Steamboat Springs When Brian Vaughn calls his new downtown Steamboat Springs restaurant a "Rocky Mountain bistro," he's talking about more than its location.
Vaughn, who along with Kevin Caparrelli opened bistro c.v. on Tuesday, said the restaurant purchases as much of its food as possible from Colorado farmers.
"I think it's important to support local farmers as much as possible," Vaughn said. "They have a much nicer product in general."
In addition to taste consideration, reducing "food miles" is part of a broad national movement to help lessen the environmental damage wrought from food being trucked, shipped and flown vast distances to get to market. Also, Vaughn said the restaurant purchases from farms that employ sustainable agriculture practices.
These practices sometimes mean bistro c.v.'s food costs a little more and that the menu changes from week to week as Vaughn hears from his farmers what is available and what tastes good.
At 345 Lincoln Ave., bistro c.v. is taking over a location that has housed two restaurants in recent years - Tobiano restaurant and most recently Chelsea's. Chelsea's closed in February after only eight months.
Vaughn rejected any notion that those restaurants' closures had anything to do with the location. Andy Benjamin, who owned Chelsea's, agreed.
"It didn't really have anything to do with location," Benjamin said of his restaurant's failure. "That's the premier location in Steamboat, without a doubt."
Instead, Benjamin blamed poor business decisions and becoming overwhelmed with "the allure of owning a restaurant in Steamboat." Benjamin still owns the original Chelsea's in Oak Creek. "I made a series of mistakes when I kept on pushing forward instead of taking my time," Benjamin said.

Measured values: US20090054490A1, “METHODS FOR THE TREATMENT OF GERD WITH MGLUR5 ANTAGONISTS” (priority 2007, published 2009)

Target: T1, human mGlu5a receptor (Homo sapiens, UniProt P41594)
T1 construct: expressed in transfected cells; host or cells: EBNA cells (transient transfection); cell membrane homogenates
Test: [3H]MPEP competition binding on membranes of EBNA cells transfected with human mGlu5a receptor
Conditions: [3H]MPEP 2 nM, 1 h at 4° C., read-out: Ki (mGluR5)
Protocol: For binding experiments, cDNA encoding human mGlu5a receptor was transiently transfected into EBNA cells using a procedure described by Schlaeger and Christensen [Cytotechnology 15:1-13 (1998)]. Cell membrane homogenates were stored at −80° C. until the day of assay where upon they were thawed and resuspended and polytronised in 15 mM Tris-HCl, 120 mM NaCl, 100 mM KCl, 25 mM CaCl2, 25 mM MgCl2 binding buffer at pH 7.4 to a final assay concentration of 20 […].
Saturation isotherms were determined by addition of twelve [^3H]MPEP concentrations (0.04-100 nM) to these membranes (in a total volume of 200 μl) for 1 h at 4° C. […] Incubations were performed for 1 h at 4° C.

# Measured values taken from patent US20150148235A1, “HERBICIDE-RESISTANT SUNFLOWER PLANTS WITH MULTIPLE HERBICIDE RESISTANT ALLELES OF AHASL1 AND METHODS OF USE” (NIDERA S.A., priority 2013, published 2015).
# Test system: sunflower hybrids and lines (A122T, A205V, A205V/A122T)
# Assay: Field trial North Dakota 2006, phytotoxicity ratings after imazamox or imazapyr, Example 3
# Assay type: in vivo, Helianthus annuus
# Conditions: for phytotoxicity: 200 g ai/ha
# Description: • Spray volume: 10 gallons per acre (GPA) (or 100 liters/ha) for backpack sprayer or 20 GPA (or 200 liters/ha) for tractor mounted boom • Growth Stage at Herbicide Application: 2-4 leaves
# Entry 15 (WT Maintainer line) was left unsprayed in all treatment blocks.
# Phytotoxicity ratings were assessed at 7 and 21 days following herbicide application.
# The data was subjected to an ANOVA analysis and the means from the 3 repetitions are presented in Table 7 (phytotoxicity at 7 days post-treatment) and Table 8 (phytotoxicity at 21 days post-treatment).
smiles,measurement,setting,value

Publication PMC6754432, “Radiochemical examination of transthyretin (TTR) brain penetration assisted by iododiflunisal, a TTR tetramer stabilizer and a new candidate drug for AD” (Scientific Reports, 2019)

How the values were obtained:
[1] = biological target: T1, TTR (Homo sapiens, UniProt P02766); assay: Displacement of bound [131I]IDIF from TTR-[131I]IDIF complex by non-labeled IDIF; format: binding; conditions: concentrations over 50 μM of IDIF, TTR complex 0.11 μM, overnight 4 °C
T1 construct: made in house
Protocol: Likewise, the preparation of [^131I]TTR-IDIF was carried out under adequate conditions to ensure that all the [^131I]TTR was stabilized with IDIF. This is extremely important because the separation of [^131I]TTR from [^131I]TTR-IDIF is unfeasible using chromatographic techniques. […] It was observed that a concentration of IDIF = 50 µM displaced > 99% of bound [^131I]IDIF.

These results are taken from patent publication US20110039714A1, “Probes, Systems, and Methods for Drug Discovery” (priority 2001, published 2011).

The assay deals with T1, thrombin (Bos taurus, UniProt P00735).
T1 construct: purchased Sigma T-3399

Tracy Barnett, director of Main Street Steamboat Springs, said bistro c.v. has all the ingredients for a thriving restaurant, and its success will depend on how well it is run as a business.
"That's the trick - if they're good businesspeople," Barnett said. "Anyone can cook."
Benjamin said one of the difficulties of the restaurant's location is its cost. Vaughn wouldn't reveal how much he and Caparrelli are paying in rent, and neither would Michael Craig-Scheckman, owner of the restaurant's space. Benjamin said his rent was $7,000 a month, with common area maintenance fees of $1,600.
Craig-Scheckman acknowledged that rents are on the rise in downtown
Steamboat but said he believes bistro c.v.'s food is very creative and that it will be successful.
Vaughn and Caparrelli grew up together in Louisville, Ky., and moved to Steamboat in 1995. They have gained experience at several local restaurants including Harwig's. Both have been away from Steamboat for some years. Caparrelli was an executive chef at a Boulder restaurant and Vaughn moved to Miami to work for celebrity chefs. Both hoped to move back to the mountains and they returned in April to open their own restaurant.